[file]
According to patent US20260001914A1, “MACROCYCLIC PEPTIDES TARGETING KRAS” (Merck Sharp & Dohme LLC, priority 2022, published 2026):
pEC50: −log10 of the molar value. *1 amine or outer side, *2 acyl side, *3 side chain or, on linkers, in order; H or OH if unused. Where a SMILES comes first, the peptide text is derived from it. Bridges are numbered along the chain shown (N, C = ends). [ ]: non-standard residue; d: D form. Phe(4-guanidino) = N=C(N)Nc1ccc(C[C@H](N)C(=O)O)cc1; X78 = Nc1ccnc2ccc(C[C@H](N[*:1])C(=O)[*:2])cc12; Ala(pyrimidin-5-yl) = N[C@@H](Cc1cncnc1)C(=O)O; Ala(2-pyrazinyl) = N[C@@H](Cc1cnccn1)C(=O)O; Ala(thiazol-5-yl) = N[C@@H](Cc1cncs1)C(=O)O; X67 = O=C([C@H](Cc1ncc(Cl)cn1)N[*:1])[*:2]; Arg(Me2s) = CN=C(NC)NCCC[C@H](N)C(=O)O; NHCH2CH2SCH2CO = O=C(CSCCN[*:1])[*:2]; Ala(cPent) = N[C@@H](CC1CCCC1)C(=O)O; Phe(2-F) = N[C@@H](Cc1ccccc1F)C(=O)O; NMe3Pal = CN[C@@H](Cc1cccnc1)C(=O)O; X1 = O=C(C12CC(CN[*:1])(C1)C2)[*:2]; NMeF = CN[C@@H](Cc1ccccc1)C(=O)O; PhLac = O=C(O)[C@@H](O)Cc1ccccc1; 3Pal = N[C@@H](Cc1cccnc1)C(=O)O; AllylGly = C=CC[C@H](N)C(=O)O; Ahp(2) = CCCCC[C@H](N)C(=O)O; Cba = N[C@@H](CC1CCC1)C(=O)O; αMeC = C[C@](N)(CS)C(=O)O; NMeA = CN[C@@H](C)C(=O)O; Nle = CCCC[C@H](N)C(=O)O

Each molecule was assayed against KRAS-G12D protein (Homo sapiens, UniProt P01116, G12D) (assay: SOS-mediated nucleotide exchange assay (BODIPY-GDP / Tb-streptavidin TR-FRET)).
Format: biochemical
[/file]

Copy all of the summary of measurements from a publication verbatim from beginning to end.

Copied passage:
According to patent US20260001914A1, “MACROCYCLIC PEPTIDES TARGETING KRAS” (Merck Sharp & Dohme LLC, priority 2022, published 2026):
pEC50: −log10 of the molar value. *1 amine or outer side, *2 acyl side, *3 side chain or, on linkers, in order; H or OH if unused. Where a SMILES comes first, the peptide text is derived from it. Bridges are numbered along the chain shown (N, C = ends). [ ]: non-standard residue; d: D form. Phe(4-guanidino) = N=C(N)Nc1ccc(C[C@H](N)C(=O)O)cc1; X78 = Nc1ccnc2ccc(C[C@H](N[*:1])C(=O)[*:2])cc12; Ala(pyrimidin-5-yl) = N[C@@H](Cc1cncnc1)C(=O)O; Ala(2-pyrazinyl) = N[C@@H](Cc1cnccn1)C(=O)O; Ala(thiazol-5-yl) = N[C@@H](Cc1cncs1)C(=O)O; X67 = O=C([C@H](Cc1ncc(Cl)cn1)N[*:1])[*:2]; Arg(Me2s) = CN=C(NC)NCCC[C@H](N)C(=O)O; NHCH2CH2SCH2CO = O=C(CSCCN[*:1])[*:2]; Ala(cPent) = N[C@@H](CC1CCCC1)C(=O)O; Phe(2-F) = N[C@@H](Cc1ccccc1F)C(=O)O; NMe3Pal = CN[C@@H](Cc1cccnc1)C(=O)O; X1 = O=C(C12CC(CN[*:1])(C1)C2)[*:2]; NMeF = CN[C@@H](Cc1ccccc1)C(=O)O; PhLac = O=C(O)[C@@H](O)Cc1ccccc1; 3Pal = N[C@@H](Cc1cccnc1)C(=O)O; AllylGly = C=CC[C@H](N)C(=O)O; Ahp(2) = CCCCC[C@H](N)C(=O)O; Cba = N[C@@H](CC1CCC1)C(=O)O; αMeC = C[C@](N)(CS)C(=O)O; NMeA = CN[C@@H](C)C(=O)O; Nle = CCCC[C@H](N)C(=O)O

Each molecule was assayed against KRAS-G12D protein (Homo sapiens, UniProt P01116, G12D) (assay: SOS-mediated nucleotide exchange assay (BODIPY-GDP / Tb-streptavidin TR-FRET)).
Format: biochemical